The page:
It’s pretty much guaranteed that this scripture will show up in my Facebook feed every time general conference rolls around.

What I the Lord have spoken, I have spoken, and I excuse not myself; and though the heavens and the earth pass away, my word shall not pass away, but shall all be fulfilled, whether by mine own voice or by the voice of my servants, it is the same. (Doctrine & Covenants 1:38)

It’s actually a well-known scripture among members outside of the realm of conference as well. Seminary attendees will recognize it as a “scripture chase” scripture. And I remember referencing it often as a missionary. It’s woven throughout the curriculum of the church.

So when it is conference time, it’s not surprising to hear the invitation to “Come, listen to a prophet’s voice… and hear the word of God” (Hymn #21). Our local leaders counsel us to pay special attention to the word of God spoken by our modern-day prophets and apostles (“whether by mine own voice or by the voice of my servants, it is the same”).

So what happens if the “word of God” is changed a little (or a lot!)? Is it okay? When the print version of Elder Christofferson’s talk from this past conference (October 2013) appeared online, I noticed a change:

Original: “Some feminist thinkers view homemaking with outright contempt, arguing it demeans women and that the relentless demands of raising children are a form of exploitation.”

Revised Version: “Some view homemaking with outright contempt, arguing it demeans women and that the relentless demands of raising children are a form of exploitation.”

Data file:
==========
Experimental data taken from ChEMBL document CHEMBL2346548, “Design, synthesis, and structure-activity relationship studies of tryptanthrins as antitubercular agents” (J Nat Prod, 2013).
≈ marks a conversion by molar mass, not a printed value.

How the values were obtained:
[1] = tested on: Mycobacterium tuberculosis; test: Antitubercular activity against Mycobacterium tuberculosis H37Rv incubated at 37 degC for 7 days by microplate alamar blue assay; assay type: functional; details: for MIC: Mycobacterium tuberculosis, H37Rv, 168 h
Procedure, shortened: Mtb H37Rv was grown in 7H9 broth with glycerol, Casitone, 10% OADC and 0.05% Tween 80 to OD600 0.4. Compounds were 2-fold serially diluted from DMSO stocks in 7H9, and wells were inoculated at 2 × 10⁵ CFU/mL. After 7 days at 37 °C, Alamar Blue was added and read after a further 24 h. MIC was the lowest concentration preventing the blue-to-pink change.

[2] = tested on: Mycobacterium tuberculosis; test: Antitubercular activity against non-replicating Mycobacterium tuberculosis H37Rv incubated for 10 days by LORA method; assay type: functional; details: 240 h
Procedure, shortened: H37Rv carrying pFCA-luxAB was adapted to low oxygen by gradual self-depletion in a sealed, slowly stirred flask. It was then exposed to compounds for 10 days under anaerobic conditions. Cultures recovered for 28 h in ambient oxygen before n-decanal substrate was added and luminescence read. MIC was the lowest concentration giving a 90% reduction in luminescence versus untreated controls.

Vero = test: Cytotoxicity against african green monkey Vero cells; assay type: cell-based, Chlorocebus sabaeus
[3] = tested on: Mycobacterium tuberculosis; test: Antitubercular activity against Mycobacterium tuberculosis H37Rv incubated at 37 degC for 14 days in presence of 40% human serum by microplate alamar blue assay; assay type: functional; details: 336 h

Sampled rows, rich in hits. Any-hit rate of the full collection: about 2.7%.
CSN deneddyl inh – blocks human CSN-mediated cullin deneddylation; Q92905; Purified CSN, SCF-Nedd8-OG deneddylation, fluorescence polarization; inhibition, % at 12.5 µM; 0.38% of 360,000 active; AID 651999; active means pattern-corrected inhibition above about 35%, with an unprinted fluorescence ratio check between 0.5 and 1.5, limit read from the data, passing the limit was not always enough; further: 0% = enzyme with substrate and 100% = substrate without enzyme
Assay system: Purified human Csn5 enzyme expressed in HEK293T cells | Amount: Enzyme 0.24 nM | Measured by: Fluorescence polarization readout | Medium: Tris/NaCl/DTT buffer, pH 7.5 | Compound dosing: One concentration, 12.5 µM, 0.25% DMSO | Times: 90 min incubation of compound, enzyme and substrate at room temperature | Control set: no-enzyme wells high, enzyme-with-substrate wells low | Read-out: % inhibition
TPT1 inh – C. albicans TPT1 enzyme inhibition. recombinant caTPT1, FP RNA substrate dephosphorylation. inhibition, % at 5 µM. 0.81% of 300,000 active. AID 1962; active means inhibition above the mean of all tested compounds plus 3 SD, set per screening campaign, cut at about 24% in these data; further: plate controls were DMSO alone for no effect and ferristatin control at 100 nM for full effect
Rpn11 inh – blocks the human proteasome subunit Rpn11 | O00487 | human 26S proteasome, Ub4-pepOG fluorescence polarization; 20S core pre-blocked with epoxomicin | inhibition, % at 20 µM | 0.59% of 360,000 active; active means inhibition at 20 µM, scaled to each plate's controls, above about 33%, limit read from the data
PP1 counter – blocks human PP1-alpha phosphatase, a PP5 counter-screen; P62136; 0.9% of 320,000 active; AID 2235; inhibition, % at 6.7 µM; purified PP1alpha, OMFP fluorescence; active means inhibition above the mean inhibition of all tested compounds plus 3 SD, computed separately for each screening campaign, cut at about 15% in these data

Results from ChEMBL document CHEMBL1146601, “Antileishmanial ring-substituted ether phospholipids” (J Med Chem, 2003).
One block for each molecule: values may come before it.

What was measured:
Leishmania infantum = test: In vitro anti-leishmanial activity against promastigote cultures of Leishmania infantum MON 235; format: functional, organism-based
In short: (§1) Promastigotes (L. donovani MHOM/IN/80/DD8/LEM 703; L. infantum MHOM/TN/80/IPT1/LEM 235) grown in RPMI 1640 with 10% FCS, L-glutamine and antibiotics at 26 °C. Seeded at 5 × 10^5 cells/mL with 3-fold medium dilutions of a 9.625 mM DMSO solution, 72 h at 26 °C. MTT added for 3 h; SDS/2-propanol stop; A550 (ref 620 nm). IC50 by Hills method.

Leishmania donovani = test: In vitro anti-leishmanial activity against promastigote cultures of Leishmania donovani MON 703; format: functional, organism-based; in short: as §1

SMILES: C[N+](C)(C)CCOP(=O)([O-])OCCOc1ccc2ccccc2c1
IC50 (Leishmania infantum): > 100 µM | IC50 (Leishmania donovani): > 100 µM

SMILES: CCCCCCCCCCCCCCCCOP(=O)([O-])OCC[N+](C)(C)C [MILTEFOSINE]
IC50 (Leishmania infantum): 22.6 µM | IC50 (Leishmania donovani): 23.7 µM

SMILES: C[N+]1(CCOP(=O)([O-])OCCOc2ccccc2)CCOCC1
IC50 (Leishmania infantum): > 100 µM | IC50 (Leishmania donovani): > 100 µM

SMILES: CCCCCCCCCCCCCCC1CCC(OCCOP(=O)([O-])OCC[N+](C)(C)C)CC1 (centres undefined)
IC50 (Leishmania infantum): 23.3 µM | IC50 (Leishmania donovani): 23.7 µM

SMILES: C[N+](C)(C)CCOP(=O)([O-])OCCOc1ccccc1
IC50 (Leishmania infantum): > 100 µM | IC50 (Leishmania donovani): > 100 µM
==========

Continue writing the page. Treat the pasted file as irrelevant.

In regard to this specific edit, The Salt Lake Tribune reported the following:

Slight editing of conference sermons is not uncommon, LDS Church spokeswoman Ruth Todd said Wednesday. “The Monday following every General Conference, each speaker has the opportunity to make any edits necessary to clarify differences between what was written and what was delivered or to clarify the speaker’s intent.”

Church editors had suggested to the apostle that “referencing ‘some feminist thinkers’ would inevitably be read by many as ‘all feminist thinkers,’ ” Todd explained in a statement. “Elder Christofferson agreed and has simply clarified his intent.”

christofferson-hAre we okay with editors clarifying or suggesting changes to the word of God? When I first heard Elder Christofferson’s talk, I was really disenchanted with his use of the word “feminist” because, well, I am a feminist. But when I publicly voiced my concern, I was quickly referred back to verse 38, specifically, “whether by mine own voice or by the voice of my servants, it is the same.”